Dilemma of the Month: Nov/Dec 2004
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This month's dilemma:
I like to have a lot of black colored clothes in my wardrobe, but after a few washings, the clothes start fading out. This also happens with other darker colors, but black is worse. If anyone knows of a way to lock the color into clothes, please let me know.
- Asked by Patsy Griffin of Georgia.
Most people think their clothing is not clean unless it is washed in hot water. This is not true. You avoid ading, shrinking, stain setting by using cold water. Laundry detergent is a corrosive (hint: the warning on label). When using detergent follow the instructions. Betsy, IN
I have always soaked red OR black clothing items in cold salt water to set the color in and prevent color bleeding. It seems logical that it might help to prevent fading also.This is a tip shared with me years ago by my Mother-in-law. Bobbee, PA
Put a cup of salt in the (water) washing machine so the black won't wash out. Alicia
Always turn clothing inside out, use cold water & detergent formulated for dark colors. Dry rightside out. Cheryl, OH
Use WOOLITE and COLD Water. Lesa, GA
Woolite now has a cleanser just for black clothing. Helen, TN
Before laundering with detergent cover the new item with cold water mixed with white vinegar. I do this in the washer on the rinse cycle & let them set for about thirty minutes. I then wash the items as I normally would. This has worked well for me. (Black & colored clothes) Janet, MO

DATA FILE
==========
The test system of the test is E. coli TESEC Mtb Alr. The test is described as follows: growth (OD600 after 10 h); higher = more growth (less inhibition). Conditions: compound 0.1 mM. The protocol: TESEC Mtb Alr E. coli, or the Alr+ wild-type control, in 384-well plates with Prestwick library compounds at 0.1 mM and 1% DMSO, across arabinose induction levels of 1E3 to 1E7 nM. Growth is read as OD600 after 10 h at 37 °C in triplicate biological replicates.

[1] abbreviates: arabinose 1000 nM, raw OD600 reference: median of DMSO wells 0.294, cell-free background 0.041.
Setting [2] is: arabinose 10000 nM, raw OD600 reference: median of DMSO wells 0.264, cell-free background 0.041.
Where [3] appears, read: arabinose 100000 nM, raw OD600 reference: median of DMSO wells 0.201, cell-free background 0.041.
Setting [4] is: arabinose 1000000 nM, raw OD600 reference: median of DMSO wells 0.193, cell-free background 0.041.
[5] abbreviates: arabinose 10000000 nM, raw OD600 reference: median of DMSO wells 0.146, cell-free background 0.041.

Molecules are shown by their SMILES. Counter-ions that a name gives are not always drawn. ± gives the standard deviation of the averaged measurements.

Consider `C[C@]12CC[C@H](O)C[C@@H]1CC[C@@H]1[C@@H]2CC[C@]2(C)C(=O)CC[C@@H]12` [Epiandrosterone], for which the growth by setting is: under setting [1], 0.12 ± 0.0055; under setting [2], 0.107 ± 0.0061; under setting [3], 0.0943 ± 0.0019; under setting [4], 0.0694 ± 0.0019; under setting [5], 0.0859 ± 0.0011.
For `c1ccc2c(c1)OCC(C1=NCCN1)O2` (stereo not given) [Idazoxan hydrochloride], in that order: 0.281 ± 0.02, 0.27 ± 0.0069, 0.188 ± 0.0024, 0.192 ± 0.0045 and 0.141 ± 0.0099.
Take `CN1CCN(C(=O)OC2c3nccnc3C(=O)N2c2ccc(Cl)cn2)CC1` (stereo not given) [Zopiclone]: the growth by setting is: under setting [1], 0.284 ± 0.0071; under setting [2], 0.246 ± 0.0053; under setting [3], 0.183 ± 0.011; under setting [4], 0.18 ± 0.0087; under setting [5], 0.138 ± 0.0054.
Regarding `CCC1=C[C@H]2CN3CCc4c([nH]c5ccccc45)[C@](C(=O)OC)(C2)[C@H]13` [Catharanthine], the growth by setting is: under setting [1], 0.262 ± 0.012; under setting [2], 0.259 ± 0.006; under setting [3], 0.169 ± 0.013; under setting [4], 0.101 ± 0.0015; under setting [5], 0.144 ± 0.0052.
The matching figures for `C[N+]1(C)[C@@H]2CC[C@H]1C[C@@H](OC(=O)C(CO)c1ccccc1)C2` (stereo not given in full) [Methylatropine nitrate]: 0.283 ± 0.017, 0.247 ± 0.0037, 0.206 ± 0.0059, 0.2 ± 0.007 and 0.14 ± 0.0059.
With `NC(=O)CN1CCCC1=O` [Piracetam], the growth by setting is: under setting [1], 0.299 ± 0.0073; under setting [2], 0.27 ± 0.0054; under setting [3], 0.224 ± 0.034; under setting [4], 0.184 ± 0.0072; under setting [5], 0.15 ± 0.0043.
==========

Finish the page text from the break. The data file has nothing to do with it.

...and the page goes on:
To lock in colors, I soak the item in a mixture of 1/2 cup white vinegar & 2 gallons of water. We golf & our colored caps & shirts can fade fast in the sunlight. This has dramatically lengthened their life & appearance. NOTE: I've only used this on 100% cotton & cotton/poly blends. I'd recommend checking with a quality fabric store before trying this on other fabric blends. Janis, OR
Black clothes (or other dark clothes, for that matter) begin to look faded after just a few washings. The drier does more damage than the washer, believe it or not. To help this problem, always turn the clothes inside out before putting them in the washer, and hang to dry, if possible. If not, dry on low heat. Helen, GA
Dissolve one cup of salt with hot water. Add cold water and stir. Wash clothes in this the first wash. Follow all future wash with cold water only. Turn pants inside out, so they will not rub together with other like colors. Shirley, CA
1. Zip, button, and turn inside out before washing
2. Use cold water. Start with hot to dissolve detergent, as soon as it's dissolved, turn to cold. (Undissolved detergent will leave a film)
3. Keep the item turned inside out when you put it in the dryer. DO NOT USE SOFTENER. Softeners leave a whitish haze on everything!
4. If you are ironing a dark piece, iron the entire thing inside out! This not only preserves the darkness, but eliminates the graying on seams, collars and cuffs. If it sounds like too much effort, to press on the right side, use a press cloth. (I use an old kitchen towel or an old hankie, as long as it is smooth.) Put the press cloth between the fabric and the iron. For an extra crisp look, you can dampen the press cloth.
In addition, there are now many good detergents on the market that support
dark colors. Cheer and Woolite come to mind. Patti, VT
I've tried the hot water, bleach, and soak method, and it really works well if you add a bluing agent to the rinse water like Mrs Stewart's Bluing. This was a trick that I learned from my grandmother! Works everytime. Donna, TX
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